33722662746_bf87162901_c.jpg

33722661746_372f1d9b72_c.jpg

 

U.S. news design has already gone the way of flattening, getting rid of extraneous 3D effects, and using more restrained color palettes, so perhaps smaller graphics are the natural next step.

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Yes. Or, perhaps design trends will continue to the point where we won't feel so insecure about not super sizing our graphics. In Europe, all the on-screen graphics are generally much smaller, so you don't really see the same issue of running out of space/cramming text in, and yet they're still at a size where everything is legible.

 

33722662746_bf87162901_c.jpg

33722661746_372f1d9b72_c.jpg

 

U.S. news design has already gone the way of flattening, getting rid of extraneous 3D effects, and using more restrained color palettes, so perhaps smaller graphics are the natural next step.

 

Hold up. Is Sky News using Calibri?

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Hold up. Is Sky News using Calibri?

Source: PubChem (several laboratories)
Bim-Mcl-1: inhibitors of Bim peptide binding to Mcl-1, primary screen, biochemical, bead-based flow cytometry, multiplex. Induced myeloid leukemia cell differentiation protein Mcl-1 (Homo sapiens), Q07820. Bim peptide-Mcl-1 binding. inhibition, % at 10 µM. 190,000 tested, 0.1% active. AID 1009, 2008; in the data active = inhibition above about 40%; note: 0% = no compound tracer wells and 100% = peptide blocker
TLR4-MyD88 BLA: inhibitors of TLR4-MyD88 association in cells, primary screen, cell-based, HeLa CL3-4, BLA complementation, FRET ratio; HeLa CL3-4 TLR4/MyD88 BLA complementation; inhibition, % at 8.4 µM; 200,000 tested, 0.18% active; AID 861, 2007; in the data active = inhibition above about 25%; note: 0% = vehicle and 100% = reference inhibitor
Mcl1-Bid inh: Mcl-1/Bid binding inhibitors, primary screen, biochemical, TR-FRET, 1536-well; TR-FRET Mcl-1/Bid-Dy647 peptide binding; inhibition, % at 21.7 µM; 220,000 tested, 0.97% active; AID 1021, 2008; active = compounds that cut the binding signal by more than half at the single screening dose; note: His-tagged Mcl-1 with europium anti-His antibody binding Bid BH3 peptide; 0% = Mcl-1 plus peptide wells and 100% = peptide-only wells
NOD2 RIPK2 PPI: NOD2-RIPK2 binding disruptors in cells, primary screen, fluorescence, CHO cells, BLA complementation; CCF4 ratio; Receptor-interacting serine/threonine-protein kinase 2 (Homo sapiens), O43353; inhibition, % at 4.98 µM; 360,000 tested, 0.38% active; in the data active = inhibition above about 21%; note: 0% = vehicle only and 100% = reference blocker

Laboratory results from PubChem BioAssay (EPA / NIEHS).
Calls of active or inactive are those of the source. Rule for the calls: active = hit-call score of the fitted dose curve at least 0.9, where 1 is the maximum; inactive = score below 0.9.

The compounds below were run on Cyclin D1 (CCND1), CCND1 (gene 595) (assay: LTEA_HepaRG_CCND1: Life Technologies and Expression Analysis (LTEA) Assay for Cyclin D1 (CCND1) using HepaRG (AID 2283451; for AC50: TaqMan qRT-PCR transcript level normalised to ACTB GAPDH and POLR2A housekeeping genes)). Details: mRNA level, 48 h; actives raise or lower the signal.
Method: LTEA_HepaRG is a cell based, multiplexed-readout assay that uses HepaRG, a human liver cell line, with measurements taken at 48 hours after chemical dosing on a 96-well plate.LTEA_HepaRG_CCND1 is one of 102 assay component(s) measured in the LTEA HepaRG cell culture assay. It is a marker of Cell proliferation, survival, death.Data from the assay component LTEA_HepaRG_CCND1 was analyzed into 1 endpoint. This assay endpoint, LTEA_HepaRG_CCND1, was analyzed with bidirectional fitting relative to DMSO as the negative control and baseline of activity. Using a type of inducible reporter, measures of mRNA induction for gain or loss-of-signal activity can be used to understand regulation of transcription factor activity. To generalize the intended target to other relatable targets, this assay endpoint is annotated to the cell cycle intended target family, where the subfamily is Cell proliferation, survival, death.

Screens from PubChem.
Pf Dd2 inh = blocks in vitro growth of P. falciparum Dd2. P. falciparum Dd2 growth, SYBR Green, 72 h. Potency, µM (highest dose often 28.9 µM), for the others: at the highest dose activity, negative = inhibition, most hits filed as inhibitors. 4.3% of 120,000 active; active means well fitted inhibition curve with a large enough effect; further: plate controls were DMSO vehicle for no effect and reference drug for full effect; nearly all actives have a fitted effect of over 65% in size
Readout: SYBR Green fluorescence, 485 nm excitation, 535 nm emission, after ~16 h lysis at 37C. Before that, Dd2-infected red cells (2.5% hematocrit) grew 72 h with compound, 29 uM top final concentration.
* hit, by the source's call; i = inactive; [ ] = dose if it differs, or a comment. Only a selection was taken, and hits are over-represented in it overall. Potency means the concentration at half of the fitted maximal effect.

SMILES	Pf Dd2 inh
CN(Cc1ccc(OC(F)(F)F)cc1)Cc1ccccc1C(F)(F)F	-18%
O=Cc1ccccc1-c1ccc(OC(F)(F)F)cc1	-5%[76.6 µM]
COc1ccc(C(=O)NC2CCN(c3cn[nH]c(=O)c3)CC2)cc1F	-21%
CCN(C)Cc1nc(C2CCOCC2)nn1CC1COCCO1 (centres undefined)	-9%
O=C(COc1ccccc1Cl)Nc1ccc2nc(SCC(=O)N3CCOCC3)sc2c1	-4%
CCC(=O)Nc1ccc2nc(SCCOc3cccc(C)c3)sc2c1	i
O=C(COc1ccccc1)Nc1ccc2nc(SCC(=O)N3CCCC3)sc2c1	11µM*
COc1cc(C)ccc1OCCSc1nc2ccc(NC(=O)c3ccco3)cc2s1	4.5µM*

No, that's a proprietary typeface commissioned by Sky.

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No, that's a proprietary typeface commissioned by Sky.

 

I guess that's better, but it still might as well be Calibri. Ehyuck.

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I don't know if I'm the only one with this personal gripe but here me out:

 

ecea3795391a90b6b9914c37d0a5ed64.png

 

Text wrapping. It's been a staple of broadcasting for the longest time but the industry already advanced with better graphical technology and standards, like real-time visuals and high definition. Despite this, text wrapping still prevalent in news presentation design. Text wrapping is overdone, executed poorly, and creates illegible headlines. Therefore, why haven't networks and stations learned to use the magic wonders of line breaking?

 

Why is it still here?